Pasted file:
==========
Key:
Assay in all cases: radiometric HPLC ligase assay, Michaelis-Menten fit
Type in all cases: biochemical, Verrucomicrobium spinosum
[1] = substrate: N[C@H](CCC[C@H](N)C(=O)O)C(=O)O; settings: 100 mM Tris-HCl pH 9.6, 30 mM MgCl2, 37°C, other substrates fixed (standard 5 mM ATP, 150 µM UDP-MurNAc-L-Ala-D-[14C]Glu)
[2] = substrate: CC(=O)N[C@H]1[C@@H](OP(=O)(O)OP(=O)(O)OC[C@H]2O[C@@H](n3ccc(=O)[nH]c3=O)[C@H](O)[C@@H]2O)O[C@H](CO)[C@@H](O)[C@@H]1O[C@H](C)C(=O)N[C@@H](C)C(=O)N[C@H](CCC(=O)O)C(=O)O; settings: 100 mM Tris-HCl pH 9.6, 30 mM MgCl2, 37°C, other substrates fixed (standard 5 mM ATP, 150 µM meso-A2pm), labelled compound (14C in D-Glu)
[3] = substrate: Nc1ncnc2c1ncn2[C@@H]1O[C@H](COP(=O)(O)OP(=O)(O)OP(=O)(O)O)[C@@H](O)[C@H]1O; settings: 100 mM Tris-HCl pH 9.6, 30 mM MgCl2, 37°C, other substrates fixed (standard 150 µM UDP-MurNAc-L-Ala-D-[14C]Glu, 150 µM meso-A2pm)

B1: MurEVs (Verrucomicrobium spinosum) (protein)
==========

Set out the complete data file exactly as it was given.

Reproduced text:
Key:
Assay in all cases: radiometric HPLC ligase assay, Michaelis-Menten fit
Type in all cases: biochemical, Verrucomicrobium spinosum
[1] = substrate: N[C@H](CCC[C@H](N)C(=O)O)C(=O)O; settings: 100 mM Tris-HCl pH 9.6, 30 mM MgCl2, 37°C, other substrates fixed (standard 5 mM ATP, 150 µM UDP-MurNAc-L-Ala-D-[14C]Glu)
[2] = substrate: CC(=O)N[C@H]1[C@@H](OP(=O)(O)OP(=O)(O)OC[C@H]2O[C@@H](n3ccc(=O)[nH]c3=O)[C@H](O)[C@@H]2O)O[C@H](CO)[C@@H](O)[C@@H]1O[C@H](C)C(=O)N[C@@H](C)C(=O)N[C@H](CCC(=O)O)C(=O)O; settings: 100 mM Tris-HCl pH 9.6, 30 mM MgCl2, 37°C, other substrates fixed (standard 5 mM ATP, 150 µM meso-A2pm), labelled compound (14C in D-Glu)
[3] = substrate: Nc1ncnc2c1ncn2[C@@H]1O[C@H](COP(=O)(O)OP(=O)(O)OP(=O)(O)O)[C@@H](O)[C@H]1O; settings: 100 mM Tris-HCl pH 9.6, 30 mM MgCl2, 37°C, other substrates fixed (standard 150 µM UDP-MurNAc-L-Ala-D-[14C]Glu, 150 µM meso-A2pm)

B1: MurEVs (Verrucomicrobium spinosum) (protein)